Powerful Women: A Bethlehem Tradition
Throughout the month of March, the achievements of women are recognized nationwide. This celebration is of great importance to the Downtown Bethlehem area, since influential women formed the roots of our historic town hundreds of years ago. In honor of Women’s History Month, we will be celebrating our past and present female powerhouses that made the Bethlehem community the wonderful place it is today.
Benigna von Zinzendorf
At age 16, Benigna visited the Moravian settlements with her father, Count Nicholas von Zinzendorf. Much like the Moravians, she believed that everyone had the right to an education. Her passion led to the creation of the first girls’ boarding school in America in May of 1742. In 1863, around the same time as the men’s college and theological seminary was created, the Bethlehem Female Seminary was chartered to grant baccalaureate degrees. Benigna’s school became known as the Moravian Seminary and College for Women in 1913. It wasn’t until 1954 that the women and men’s institutions merged to form one single coeducational college. Today that school is known as Moravian College.
Priscilla Payne Hurd
Priscilla Payne Hurd was a local philanthropist who supported many community needs, including the local institutions for higher education. She generously donated to St. Luke’s educational programs, and made her influence visible throughout Moravian College in its restored buildings. Her impact can be seen at the school’s south campus and their main academic building, which carries her name. Priscilla also supported private individuals. She was very business-oriented, which is apparent in her positions as the first woman board member and chairperson at St. Luke’s Hospital, Moravian College, and the National Museum of Industrial History. Priscilla broke barriers for women in the Lehigh Valley, and was devoted to keeping the industrial heritage of our community alive.
Linny Fowler was a stained-glass artist and philanthropist who devoted her life to the children, arts, and education within the Bethlehem community. She was approachable, unassuming, and saw the best in everyone. Linny did not just write checks, but transformed lives. Linny supported private individuals and large organizations alike. She was an ardent support of ArtsQuest and also co-founded ArtsQuest’s Banana Factory Arts Center, which was part of her vision to provide access to the arts for the entire community. In a video created in her honor, former mayor John Callahan commented that, “without Linny’s support there would be no ArtsQuest”.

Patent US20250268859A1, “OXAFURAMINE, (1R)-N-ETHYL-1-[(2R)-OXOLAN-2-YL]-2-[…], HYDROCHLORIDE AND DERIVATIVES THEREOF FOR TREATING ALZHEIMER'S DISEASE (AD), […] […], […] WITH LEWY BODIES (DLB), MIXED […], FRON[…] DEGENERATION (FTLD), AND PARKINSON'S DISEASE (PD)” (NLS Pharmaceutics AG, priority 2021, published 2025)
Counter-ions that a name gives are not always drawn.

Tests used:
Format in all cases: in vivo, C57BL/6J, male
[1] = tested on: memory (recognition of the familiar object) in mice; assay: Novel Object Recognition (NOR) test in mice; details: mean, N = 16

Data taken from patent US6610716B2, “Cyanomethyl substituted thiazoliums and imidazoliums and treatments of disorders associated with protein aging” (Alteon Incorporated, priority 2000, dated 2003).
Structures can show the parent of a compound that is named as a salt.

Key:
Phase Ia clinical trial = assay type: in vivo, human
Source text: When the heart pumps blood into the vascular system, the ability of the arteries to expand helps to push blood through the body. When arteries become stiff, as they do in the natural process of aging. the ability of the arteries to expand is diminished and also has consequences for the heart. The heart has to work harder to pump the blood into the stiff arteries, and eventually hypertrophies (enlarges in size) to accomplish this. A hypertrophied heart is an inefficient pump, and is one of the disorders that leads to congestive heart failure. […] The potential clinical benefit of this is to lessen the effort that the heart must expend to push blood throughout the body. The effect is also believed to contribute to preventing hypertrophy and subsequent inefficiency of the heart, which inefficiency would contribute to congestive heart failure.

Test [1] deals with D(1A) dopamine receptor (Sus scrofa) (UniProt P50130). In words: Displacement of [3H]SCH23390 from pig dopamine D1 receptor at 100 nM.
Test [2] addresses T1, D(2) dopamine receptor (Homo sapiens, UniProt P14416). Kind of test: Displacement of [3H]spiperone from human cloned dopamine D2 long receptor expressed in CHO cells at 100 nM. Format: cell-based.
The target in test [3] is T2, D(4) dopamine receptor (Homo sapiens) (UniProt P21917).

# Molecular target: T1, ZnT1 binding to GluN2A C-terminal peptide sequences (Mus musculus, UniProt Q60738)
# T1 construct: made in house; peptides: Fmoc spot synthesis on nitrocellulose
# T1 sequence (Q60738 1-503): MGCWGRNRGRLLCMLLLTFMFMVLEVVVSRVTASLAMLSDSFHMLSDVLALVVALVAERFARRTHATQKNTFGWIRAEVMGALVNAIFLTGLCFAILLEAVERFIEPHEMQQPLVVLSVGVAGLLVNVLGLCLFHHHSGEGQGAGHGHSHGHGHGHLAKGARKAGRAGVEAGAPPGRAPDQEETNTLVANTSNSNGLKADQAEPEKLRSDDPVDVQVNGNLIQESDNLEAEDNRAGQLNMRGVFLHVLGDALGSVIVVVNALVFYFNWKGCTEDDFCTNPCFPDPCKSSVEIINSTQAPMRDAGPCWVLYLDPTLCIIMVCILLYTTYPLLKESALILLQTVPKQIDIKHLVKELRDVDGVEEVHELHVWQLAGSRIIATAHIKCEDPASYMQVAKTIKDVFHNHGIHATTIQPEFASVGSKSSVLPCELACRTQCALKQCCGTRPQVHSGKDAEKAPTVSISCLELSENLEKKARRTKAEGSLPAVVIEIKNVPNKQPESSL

Without these three influential women, the Bethlehem community would not be what it is today. The tradition of powerful female influencers continues to this day, with nine dedicated and ambitious female DBA Board Members, all of who are devoted to the advancement of Bethlehem.
Lisa Girard (Co-Chair) | Moravian Book Shop
Deborah Carey (Treasurer) | Merchants Bank
Amy Saul (Secretary) | Moravian College
Amy Burkhart | City of Bethlehem
Kari Keyock | Imagevolution
Cara Paredes | Cachette Bistro & Creperie/Flying Egg/Tapas on Main/Peculiar/Urbano
Elaine Pivinski | Franklin Hill Vineyards
Ann Marie Supinski | AM Luxe Apparel
Adrienne Washington | Lehigh University
The women listed above hold positions of power not only on the board, but also as business-owners, managers, and as administrators at collegiate institutions throughout Bethlehem. They are all dedicated to bettering our community, and are an inspiration to both Bethlehem and young women everywhere! To honor these brilliant women, we created a video with a few of our board members that chronicles their experience as females in the business world. We also asked what women empowerment means to them, and how they continue the tradition of powerful woman in Bethlehem. Check it out to hear Kari, Elaine, Ann Marie, Lisa, Deb, and Amy share their experiences and advice!